Sunday, February 08, 2004
NY Times: Whose Problem Is Health Care?
After corporate income taxes, employee benefits are the second-largest structural cost for American manufacturers, adding 5.8 percent to costs, according to the study. In all major economies, paying for health care means a combination of public and private money. But in the United States, businesses pay a larger chunk than do their European and Asian counterparts.Best quote, predictably, comes from the eminently quotable Uwe Reinhardt, "an economist at Princeton, has referred to General Motors, Ford and Daimler-Chrysler as 'a social insurance system that sells cars to finance itself.'''
"In Canada, for example, a lot of the expenditures for health are funded out of general revenues," said Jeremy Leonard, an economic consultant for the Manufacturers Alliance, and the report's main author.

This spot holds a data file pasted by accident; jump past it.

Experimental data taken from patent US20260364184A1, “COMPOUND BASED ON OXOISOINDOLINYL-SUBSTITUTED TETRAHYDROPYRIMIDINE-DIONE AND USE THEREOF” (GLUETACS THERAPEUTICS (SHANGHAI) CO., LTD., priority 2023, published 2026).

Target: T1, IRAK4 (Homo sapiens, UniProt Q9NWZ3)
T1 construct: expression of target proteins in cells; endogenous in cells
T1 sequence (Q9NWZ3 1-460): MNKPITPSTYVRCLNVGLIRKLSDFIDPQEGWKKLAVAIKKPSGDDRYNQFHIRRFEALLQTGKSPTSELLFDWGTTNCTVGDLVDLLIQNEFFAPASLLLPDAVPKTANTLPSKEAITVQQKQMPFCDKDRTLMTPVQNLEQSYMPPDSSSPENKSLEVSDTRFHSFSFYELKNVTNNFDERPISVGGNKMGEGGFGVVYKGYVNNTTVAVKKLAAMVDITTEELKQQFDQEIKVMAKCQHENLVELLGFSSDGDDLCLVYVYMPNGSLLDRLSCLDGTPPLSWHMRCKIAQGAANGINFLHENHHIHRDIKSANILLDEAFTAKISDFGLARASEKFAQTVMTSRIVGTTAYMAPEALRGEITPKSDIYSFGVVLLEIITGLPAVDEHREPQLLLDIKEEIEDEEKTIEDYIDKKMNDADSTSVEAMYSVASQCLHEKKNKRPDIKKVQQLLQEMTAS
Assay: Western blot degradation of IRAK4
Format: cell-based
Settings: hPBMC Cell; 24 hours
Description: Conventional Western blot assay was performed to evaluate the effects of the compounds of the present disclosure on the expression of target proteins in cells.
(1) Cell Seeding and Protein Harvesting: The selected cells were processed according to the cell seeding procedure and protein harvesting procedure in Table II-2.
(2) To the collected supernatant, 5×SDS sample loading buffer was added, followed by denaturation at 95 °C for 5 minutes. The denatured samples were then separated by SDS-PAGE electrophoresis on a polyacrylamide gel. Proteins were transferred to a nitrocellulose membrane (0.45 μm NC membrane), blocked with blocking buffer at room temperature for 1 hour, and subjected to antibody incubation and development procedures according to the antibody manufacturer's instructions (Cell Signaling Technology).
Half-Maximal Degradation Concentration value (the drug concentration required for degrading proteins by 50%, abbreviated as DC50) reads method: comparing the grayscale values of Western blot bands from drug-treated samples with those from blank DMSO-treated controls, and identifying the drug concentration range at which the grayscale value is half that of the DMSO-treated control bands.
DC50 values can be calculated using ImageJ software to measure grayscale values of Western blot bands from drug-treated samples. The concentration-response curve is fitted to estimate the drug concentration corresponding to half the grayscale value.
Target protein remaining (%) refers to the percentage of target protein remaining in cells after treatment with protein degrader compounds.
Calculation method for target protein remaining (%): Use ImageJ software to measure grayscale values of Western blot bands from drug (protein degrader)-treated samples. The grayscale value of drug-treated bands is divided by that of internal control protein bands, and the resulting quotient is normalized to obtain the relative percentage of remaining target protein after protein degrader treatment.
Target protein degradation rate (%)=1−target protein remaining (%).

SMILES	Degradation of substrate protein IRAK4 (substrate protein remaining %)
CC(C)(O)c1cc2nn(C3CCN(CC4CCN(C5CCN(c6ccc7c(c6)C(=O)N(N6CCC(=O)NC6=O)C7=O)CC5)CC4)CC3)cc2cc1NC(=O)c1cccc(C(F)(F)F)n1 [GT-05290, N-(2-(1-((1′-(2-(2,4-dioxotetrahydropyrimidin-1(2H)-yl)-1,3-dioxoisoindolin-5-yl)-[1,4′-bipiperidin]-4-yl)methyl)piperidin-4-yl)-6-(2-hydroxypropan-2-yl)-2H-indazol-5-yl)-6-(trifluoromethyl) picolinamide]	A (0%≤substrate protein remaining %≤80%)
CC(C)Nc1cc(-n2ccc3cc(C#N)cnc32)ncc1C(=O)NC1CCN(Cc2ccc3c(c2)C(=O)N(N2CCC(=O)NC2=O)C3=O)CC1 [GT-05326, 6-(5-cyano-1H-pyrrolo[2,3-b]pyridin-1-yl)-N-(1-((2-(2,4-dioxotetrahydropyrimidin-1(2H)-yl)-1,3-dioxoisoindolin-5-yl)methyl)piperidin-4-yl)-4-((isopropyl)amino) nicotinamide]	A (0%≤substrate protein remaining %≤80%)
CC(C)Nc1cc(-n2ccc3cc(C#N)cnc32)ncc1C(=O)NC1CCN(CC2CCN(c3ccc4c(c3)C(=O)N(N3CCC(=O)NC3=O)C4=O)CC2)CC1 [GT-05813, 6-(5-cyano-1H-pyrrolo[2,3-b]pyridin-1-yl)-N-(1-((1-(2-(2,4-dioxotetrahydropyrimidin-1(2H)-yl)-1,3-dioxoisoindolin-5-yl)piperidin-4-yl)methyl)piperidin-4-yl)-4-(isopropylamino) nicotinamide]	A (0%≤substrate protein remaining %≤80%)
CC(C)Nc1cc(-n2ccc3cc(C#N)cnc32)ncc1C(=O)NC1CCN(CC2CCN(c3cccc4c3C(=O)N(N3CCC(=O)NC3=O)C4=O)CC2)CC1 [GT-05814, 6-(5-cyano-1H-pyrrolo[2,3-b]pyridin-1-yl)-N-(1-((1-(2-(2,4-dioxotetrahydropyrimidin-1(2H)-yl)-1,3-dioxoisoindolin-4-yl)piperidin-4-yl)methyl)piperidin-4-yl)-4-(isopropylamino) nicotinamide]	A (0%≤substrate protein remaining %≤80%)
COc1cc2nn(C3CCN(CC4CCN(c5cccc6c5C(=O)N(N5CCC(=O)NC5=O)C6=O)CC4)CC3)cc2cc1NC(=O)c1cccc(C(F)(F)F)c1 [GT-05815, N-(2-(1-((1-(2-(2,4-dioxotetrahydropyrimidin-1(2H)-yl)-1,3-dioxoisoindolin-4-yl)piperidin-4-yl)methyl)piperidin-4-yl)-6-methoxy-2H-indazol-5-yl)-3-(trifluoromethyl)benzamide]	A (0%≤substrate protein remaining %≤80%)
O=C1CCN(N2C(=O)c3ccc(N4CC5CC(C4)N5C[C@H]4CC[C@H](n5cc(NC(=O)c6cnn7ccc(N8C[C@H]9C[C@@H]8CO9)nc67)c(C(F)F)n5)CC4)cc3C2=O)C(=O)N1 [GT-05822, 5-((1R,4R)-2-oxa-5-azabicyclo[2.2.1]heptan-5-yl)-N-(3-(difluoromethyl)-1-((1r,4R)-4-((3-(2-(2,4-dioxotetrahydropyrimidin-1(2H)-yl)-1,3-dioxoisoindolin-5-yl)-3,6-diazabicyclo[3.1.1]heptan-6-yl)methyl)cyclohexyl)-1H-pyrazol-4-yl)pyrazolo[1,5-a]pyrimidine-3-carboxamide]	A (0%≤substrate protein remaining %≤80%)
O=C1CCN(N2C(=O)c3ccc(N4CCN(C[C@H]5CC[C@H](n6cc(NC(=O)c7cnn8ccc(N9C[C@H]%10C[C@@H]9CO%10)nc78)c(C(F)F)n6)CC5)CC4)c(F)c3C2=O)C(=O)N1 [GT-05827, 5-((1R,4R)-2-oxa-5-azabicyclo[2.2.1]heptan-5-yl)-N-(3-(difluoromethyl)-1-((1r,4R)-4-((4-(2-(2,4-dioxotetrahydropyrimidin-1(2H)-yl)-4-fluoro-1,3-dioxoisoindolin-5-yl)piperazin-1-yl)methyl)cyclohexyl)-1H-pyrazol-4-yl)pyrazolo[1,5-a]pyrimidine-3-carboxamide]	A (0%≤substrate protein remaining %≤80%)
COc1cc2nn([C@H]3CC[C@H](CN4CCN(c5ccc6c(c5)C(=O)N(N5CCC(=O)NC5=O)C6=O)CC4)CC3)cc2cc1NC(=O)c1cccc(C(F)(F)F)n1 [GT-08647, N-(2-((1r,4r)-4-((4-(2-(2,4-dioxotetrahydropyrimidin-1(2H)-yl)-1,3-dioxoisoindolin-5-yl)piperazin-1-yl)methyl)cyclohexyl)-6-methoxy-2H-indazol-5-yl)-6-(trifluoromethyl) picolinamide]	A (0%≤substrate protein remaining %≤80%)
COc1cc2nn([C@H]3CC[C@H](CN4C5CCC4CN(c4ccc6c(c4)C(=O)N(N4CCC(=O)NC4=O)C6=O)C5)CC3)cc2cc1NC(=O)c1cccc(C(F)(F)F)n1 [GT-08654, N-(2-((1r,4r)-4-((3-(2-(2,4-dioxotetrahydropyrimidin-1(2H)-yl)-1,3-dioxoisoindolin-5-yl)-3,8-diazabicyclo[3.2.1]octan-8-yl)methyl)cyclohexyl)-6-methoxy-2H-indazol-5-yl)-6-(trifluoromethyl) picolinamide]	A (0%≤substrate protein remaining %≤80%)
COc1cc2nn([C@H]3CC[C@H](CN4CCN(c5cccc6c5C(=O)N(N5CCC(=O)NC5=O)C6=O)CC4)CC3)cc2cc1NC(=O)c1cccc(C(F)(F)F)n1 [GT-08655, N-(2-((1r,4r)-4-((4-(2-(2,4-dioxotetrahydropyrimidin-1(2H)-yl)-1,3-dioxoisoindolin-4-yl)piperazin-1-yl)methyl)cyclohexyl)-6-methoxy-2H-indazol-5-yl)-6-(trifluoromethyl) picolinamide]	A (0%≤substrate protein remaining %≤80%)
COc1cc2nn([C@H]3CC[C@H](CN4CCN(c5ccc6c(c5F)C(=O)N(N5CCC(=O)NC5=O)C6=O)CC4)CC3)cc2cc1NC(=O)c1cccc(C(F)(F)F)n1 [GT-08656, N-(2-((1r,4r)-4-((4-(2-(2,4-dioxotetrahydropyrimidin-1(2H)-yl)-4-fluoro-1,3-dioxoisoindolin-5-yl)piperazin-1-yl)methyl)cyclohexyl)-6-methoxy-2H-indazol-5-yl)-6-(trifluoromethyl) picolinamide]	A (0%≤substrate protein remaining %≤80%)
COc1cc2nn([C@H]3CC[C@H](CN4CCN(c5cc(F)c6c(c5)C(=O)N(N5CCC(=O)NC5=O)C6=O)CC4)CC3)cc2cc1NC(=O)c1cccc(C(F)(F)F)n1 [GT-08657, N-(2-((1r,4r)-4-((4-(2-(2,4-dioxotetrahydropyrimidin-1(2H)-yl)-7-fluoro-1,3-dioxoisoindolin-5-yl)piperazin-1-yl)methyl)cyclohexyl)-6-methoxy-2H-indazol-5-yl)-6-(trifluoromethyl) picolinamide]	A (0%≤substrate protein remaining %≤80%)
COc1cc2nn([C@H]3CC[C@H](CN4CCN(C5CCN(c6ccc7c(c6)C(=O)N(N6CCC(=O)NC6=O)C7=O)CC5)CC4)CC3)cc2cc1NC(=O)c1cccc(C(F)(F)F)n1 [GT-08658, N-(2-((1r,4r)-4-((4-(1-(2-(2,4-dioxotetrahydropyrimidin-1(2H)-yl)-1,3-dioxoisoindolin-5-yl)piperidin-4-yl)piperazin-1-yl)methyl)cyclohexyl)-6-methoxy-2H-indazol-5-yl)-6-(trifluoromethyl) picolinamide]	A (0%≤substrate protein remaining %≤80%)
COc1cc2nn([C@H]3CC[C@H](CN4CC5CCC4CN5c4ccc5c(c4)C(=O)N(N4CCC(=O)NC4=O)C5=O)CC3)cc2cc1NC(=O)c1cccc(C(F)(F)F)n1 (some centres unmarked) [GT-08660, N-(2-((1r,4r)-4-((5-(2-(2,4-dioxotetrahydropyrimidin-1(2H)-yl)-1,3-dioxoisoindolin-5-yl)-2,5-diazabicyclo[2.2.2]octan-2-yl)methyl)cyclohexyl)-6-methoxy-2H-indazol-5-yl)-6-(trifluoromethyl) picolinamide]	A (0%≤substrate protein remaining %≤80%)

In Canada, the private sector spends 2.8 percent of gross domestic product on health care; in the United States, the private-sector figure is 7.7 percent. And American private-sector spending falls disproportionately on big employers like manufacturers. Some 97 percent of members of the National Association of Manufacturers provide health care coverage for employees. In 2002 alone, General Motors, which covers 1.2 million Americans, spent $4.5 billion on health care.
The debate is between a governmental program for retiree health care (and can employee health care then be far behind?) and the current, privately financed employer-based approach. The article concludes, "Whatever way, we all pay." Increasingly, though, large employers are looking for ways to shift their health-care costs to a larger denominator (say, all taxpayers). The tradeoff in terms of slight increases in corporate taxes will be more that offset by the many-times-larger reduction in health-care costs. It will be interesting to see if and when the captains of industry start throwing themselves behind a national, single-payer system. . . .